Resurrected bird table
Hi there Forum Friends,
Well I have just completed my latest project, which in truth started approx twenty five years ago when I was teaching as a plumbing lecturer at a Scottish technical college as they were called in these days. I always enjoyed watching birds and thought why not build a bird table to encourage a few winged species into our garden. Now in these days there was very little knowledge to access, the World Wide Web was watching a spider go about its business and Sky was something you stepped outside to look at. Therefore ideas and inspiration had to be within you, which for me was a struggle as you can see from the design and shape of the table, Iíll just say I was going for functuality over creativity and leave it at that.
Now you might be saying to yourself at this point why am I looking at something that was build twenty five years ago, well it did not look like this all these years ago. I built it in a garage with no power tools and the endeavour took forever, and being a plumber and not a carpenter did not help the situation. It had a 360 degree table that was larger than the roof and was built from 18mm ply board. It travelled with us as we progressed through our lives and various houses and eventually ended up discarded in a corner of our garden to rot away.
About two years ago my son and family bought a house in the country with about half an acre of garden. The first thing I noticed was the amount of birds they had and would you have guessed it no bird table, well you can guess the rest.
My god what a mess it was in. I didnít know whether to resurrect it or give it the last rights. The table had completely delaminated. It looked like a sandwich that had been left on a picnic table for about a week. I decided to just keep cutting back until I hit solid wood and eventually I did. Most of the natural wood structure survived under the copper roof and I think that was due to me originally coating it with Creosote, not the new substitute formula, but the old one that was banned to due to carcinogenic properties which I didnít know about at the time of lashing it on with gusto. Eventually I was left with a roof and an up stand, therefore everything you see from the roof down is new. My sons mother in law was throwing out an old wardrobe come chest of drawers and asked if was any use to me and as I checked it over I noticed it was almost all solid mahogany over a hundred years old, thatíll do nicely for a bird table I thought and as a result almost all the work is from that bit of furniture. I know that some of you serious wood workers will be rolling over on your work benches at the thought of me using this lovely stable wood for such a project, but please remember I am just a plumber and donít know any better.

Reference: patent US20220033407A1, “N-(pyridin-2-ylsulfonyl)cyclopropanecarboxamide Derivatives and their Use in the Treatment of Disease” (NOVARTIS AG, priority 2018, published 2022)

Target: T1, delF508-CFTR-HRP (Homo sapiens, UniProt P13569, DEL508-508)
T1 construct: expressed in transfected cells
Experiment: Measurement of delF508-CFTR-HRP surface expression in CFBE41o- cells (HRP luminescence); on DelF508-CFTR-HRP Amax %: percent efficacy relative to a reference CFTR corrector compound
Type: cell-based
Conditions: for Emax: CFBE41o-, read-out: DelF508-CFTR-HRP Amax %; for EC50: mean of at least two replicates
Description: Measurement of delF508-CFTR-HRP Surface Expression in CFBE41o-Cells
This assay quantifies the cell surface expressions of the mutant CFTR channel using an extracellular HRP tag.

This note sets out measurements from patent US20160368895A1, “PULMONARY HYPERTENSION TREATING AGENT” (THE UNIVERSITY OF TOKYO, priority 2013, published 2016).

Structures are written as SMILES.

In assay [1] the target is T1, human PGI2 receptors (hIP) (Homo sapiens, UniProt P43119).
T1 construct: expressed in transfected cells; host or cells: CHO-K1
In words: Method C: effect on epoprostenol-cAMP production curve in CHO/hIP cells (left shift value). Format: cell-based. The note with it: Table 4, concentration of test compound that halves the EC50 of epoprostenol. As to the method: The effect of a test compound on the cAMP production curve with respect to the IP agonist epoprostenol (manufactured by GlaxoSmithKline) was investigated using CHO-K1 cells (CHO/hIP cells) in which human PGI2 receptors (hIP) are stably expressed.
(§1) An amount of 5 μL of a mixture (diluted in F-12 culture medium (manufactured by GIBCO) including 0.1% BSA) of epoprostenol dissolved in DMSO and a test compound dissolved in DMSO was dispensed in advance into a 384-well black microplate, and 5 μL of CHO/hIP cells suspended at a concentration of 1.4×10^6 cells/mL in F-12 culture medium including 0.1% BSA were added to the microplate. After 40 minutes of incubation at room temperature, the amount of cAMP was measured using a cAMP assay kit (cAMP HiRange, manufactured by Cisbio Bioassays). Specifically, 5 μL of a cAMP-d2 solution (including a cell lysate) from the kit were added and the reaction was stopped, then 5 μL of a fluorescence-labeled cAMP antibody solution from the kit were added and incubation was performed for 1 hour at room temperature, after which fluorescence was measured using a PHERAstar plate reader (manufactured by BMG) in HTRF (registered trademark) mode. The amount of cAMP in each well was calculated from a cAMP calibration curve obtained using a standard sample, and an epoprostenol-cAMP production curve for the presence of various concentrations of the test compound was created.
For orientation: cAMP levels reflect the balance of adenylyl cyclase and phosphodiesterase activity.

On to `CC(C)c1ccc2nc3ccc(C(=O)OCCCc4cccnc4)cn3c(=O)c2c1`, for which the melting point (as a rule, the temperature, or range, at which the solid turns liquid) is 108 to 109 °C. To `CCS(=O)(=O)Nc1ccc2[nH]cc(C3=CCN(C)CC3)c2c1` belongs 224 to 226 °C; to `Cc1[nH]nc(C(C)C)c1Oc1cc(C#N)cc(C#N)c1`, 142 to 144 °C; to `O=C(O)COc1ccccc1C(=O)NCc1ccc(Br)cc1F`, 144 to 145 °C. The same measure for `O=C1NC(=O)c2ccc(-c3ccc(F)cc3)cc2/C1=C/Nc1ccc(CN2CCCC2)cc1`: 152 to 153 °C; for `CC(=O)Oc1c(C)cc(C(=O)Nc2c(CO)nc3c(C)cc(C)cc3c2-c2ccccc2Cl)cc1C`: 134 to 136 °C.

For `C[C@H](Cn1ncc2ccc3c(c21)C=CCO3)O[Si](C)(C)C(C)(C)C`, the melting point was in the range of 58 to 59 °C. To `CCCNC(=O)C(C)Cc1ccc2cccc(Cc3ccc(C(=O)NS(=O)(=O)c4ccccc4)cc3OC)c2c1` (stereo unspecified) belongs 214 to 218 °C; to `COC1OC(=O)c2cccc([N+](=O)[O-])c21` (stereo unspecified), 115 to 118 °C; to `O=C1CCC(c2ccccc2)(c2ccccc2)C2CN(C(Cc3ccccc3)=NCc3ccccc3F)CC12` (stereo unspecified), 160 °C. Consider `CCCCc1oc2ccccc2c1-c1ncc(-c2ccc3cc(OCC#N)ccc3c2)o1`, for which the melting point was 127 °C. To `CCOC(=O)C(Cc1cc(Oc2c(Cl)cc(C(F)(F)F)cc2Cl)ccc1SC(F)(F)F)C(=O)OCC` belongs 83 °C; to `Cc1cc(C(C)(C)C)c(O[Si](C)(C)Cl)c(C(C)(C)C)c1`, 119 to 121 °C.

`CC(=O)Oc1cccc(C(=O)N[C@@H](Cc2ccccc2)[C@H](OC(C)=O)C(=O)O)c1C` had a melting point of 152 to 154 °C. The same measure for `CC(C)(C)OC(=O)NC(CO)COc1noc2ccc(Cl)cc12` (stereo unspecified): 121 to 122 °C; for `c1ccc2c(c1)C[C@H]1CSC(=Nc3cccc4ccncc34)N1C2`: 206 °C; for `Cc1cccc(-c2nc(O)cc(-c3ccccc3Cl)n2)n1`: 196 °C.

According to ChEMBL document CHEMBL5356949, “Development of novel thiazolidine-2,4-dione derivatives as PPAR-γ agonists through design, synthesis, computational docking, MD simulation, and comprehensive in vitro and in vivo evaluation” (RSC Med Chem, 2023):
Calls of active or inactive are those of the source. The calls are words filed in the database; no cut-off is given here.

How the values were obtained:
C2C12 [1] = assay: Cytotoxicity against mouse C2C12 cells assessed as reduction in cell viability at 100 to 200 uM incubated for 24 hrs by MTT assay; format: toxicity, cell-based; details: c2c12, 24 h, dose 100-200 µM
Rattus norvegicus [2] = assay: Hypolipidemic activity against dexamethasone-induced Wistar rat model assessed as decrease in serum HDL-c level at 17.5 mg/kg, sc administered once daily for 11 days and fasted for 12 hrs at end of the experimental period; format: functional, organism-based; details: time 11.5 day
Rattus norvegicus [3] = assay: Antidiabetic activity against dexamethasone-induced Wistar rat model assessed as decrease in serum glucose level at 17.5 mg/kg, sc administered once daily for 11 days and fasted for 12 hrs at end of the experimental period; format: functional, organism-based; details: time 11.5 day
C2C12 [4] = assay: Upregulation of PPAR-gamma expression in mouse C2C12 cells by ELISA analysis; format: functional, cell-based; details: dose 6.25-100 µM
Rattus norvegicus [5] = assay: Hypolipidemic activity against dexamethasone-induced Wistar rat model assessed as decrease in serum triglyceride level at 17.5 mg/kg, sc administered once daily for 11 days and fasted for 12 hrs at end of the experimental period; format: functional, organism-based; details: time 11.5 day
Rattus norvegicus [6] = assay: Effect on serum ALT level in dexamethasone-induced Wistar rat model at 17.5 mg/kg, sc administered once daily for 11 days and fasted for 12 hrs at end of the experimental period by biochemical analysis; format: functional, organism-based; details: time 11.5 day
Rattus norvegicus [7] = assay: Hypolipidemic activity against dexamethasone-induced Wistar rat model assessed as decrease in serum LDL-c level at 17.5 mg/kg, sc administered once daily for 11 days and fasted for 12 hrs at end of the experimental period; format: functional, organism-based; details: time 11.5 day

I will not bother you with the construction process but just explain some of the techniques I used.
The table itself is a solid piece of mahogany with a curved front with I inserted a number of raised walls which I routed into the table approx 15mm. They are solely to stop the bird seed etc. from blowing off the table with openings for water run-off. The bird perches around the table are just 10mm central heating copper tubing which I bent with my tube bender and inserted into the table with Gorilla glue. Now the table itself can get pretty messy with droppings etc. so I routed the back edge to create a stop and fitted two pegs the turn 360 degrees, therefore the table can be removed for cleaning. I drilled a few holes on the table support for the birds being able to access the table from the rear and fitted a hanging hook underneath, again 10mm copper bend through to 180 degrees. I also build a seed dispenser directly under the roof running the full length of the table which can be filled from above through a chute. That just about covers the table, as for the roof it is the original I fitted all these years ago and although now looking a bit bashed around the edges is still fit for the job. I installed the copper using the usual double lock welt upstand then folded over. Same process for the capping piece. I also fitted a water tight sleeve to the base of the post using the same techniques but soldered all joints to make them watertight, and all fixings are copper nails.
A well wood worker thatís the tale of the bird table build and you might be thinking at this point that the garden it is in does not look to be about half an acre. Well you are right. My son is emigrating to America and the table would be seriously affecting the 20kilos luggage limit and would definitely not fit in the overhead storage lockers so it has come full circle, something that might not have otherwise happened, and it lived happily ever after.
Enjoy the pics